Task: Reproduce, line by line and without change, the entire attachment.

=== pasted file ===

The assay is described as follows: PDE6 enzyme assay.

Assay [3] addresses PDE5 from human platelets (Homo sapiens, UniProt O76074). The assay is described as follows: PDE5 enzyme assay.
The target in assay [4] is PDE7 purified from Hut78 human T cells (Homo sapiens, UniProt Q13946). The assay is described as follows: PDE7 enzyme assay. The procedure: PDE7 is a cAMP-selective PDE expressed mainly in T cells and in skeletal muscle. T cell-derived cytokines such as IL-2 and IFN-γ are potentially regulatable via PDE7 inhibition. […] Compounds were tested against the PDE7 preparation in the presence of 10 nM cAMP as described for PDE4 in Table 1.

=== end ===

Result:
The assay is described as follows: PDE6 enzyme assay.

Assay [3] addresses PDE5 from human platelets (Homo sapiens, UniProt O76074). The assay is described as follows: PDE5 enzyme assay.
The target in assay [4] is PDE7 purified from Hut78 human T cells (Homo sapiens, UniProt Q13946). The assay is described as follows: PDE7 enzyme assay. The procedure: PDE7 is a cAMP-selective PDE expressed mainly in T cells and in skeletal muscle. T cell-derived cytokines such as IL-2 and IFN-γ are potentially regulatable via PDE7 inhibition. […] Compounds were tested against the PDE7 preparation in the presence of 10 nM cAMP as described for PDE4 in Table 1.